BBC Investigation Uncovers Shocking Labor Conditions At Assam Tea Estates


A British Broadcasting Corporation (BBC) investigation has uncovered shocking labor conditions on Assam tea estates, the suppliers of some of the world’s biggest tea brands, including Lipton, PG Tips, Tetley, and Twinings.

The investigation, conducted jointly with Radio 4’s File on Four in India’s northeastern state of Assam, uncovered the truly horrific labor and living conditions these plantation workers are forced to endure. As seen in the video released by BBC News, workers at Doomur Dullung, one of the region’s enormous plantations, living quarters at the plantations are leaking and are sorely lacking in basic hygiene and sanitation.

“These issues need to be addressed.” Sandip Ghosh, head of the Indian Tea Association’s Assam branch, told the BBC.

Image Credit: BBC News
Image Credit: BBC News

In addition to these shocking conditions, the team also catches footage of a child picking tea at the plantation. In response, Assam Company told BBC News that the allegations of child slavery are “baseless and false.” According to reports, it is estimated that as many as 100,000 girls are enslaved in India. Often, children as young as twelve are sold for enslavement on tea plantations.

“The owners of these international tea estates don’t care for these people. They don’t pay them minimum wages. Forget about the decent wages: they don’t even pay survival wages,” Nobel Peace Prize winner Kailash Satyarthi, founder of the child rescue organization Bachpan Bachao Andolan, told The Guardian last year. “The reality is slavery, the reality is abuse, the reality is sexual exploitation, the reality is endless slavery.”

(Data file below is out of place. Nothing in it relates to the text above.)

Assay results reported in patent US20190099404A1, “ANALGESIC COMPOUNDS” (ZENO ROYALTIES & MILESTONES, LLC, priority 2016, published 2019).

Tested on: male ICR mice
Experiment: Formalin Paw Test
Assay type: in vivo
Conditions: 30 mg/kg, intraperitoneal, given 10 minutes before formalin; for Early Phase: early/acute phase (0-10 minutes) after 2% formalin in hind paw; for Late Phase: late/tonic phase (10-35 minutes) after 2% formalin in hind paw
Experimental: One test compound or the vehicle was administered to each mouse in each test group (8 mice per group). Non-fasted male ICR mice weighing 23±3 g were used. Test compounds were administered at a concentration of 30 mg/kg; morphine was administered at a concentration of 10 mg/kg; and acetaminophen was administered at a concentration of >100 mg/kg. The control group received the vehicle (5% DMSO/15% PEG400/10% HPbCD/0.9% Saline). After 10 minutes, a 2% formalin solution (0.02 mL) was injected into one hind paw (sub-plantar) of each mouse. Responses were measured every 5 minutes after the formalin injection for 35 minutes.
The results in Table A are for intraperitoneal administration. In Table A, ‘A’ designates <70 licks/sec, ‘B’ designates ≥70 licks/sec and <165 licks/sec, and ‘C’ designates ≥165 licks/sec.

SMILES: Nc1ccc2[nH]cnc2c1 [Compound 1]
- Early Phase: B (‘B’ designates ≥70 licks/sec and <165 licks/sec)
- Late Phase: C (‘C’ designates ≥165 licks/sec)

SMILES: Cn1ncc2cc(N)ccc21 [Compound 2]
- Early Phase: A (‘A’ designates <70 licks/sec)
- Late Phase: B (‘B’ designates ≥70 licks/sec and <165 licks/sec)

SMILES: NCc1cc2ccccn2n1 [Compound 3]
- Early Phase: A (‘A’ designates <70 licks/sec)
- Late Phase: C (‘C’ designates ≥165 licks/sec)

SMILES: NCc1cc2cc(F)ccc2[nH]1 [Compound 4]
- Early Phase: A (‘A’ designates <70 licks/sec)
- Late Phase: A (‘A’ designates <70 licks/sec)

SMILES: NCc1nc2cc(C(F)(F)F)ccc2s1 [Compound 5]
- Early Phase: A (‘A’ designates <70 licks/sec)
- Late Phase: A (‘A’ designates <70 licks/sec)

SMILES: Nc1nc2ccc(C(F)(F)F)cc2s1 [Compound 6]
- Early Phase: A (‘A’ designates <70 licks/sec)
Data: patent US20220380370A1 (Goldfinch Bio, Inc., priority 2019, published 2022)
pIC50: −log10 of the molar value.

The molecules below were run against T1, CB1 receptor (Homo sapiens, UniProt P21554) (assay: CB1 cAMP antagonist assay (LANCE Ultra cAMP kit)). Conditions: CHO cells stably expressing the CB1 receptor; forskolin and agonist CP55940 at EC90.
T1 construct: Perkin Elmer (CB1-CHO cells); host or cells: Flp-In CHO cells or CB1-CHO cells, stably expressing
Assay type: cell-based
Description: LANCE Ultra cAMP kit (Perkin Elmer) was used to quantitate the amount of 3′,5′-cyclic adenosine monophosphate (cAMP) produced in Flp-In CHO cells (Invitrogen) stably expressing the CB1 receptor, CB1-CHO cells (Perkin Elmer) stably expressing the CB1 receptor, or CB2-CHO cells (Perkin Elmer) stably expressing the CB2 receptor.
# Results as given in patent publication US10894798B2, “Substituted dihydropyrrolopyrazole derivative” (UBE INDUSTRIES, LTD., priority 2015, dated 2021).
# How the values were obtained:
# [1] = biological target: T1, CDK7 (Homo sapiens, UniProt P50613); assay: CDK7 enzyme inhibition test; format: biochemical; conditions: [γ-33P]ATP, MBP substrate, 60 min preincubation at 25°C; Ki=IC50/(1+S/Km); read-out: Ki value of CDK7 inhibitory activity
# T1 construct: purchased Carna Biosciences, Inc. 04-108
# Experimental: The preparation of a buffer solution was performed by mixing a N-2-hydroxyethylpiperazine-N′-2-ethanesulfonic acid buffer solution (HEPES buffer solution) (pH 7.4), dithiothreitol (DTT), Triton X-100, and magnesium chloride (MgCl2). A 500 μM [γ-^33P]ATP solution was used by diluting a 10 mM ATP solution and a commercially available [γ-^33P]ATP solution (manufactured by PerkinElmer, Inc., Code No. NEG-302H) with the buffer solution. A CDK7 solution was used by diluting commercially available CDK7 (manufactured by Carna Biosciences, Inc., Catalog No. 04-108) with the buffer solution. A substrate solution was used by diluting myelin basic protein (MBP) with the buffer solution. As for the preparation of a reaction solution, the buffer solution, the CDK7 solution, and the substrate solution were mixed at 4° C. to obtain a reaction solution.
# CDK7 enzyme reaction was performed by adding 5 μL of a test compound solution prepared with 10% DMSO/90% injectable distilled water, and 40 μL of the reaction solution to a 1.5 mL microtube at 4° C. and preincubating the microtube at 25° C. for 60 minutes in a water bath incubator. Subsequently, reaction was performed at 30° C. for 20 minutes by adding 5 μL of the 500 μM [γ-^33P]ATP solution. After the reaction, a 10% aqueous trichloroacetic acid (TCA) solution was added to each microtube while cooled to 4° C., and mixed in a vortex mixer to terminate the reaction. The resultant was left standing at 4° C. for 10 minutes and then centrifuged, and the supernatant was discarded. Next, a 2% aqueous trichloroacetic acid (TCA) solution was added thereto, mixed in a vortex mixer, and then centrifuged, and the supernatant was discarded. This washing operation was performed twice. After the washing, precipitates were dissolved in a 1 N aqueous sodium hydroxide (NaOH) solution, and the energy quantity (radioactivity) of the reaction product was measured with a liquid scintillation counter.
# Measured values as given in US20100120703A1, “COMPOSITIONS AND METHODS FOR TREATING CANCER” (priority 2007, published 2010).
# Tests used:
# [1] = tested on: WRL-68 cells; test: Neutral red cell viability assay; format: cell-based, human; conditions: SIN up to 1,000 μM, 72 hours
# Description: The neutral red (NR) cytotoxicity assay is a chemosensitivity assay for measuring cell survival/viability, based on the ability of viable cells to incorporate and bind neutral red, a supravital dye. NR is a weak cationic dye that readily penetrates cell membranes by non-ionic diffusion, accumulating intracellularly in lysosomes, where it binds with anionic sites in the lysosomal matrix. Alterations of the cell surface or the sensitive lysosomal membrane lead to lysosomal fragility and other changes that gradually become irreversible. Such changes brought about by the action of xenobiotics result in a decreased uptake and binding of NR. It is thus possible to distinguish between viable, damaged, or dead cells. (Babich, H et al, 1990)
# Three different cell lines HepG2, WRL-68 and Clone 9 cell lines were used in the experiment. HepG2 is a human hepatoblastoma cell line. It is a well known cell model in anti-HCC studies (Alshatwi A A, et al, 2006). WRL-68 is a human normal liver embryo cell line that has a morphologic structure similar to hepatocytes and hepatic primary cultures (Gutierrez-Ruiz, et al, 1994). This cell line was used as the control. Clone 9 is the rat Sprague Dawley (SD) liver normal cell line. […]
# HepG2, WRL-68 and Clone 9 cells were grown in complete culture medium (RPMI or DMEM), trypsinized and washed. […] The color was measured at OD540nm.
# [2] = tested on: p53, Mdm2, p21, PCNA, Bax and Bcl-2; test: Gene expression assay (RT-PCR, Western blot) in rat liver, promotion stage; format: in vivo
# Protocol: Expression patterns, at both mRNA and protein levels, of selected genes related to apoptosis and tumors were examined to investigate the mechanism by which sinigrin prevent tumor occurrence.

In response to the investigation, the department store Harrods has pulled some tea products from its shelves. In addition, Rainforest Alliance, and NGO that certifies ethically produced products, has admitted that its system isn’t working as it should.

The Real Cost of a Cuppa BBC Documentary 2015 2 YouTube
Image Credit: BBC News

In the featured video, Justin Rowlatt, BBC News’ South Asia correspondent, shows the audience around the living quarters at the plantation and interviews a number of its workers

“Tea plantation owners in India are obliged by law to provide adequate houses and sanitary toilets for workers,” explains Rowlatt at the start of the clip. Rowlatt then takes us to one of the huts and interviews one of the women. During the interview, the woman reveals that despite her endless requests, she hasn’t had a functioning toilet in 36 years. Due to this negligence by the management of the estate, “She told us she has no choice but to go in the tea bushes,” says Rowlatt.

Unfortunately, it is later revealed that this woman’s situation is not unique. During an interview with a manager from McLeod Russel, the world’s biggest tea producer, admits that there is “a huge backlog of repairs.” He also states that there are only 464 toilets for 740 homes.

“Let me be clear,” Sandip Ghosh, head of the Assam branch of the Indian Tea Association, told BBC News, “cesspools and open defecation are not acceptable to me or the association. These issues need to be addressed.”

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  1. Thank you for making us aware of the disgusting business practices of the tea industry. Just because a company says their products are ethically sourced , it is not the case. This is slavery and not acceptable.


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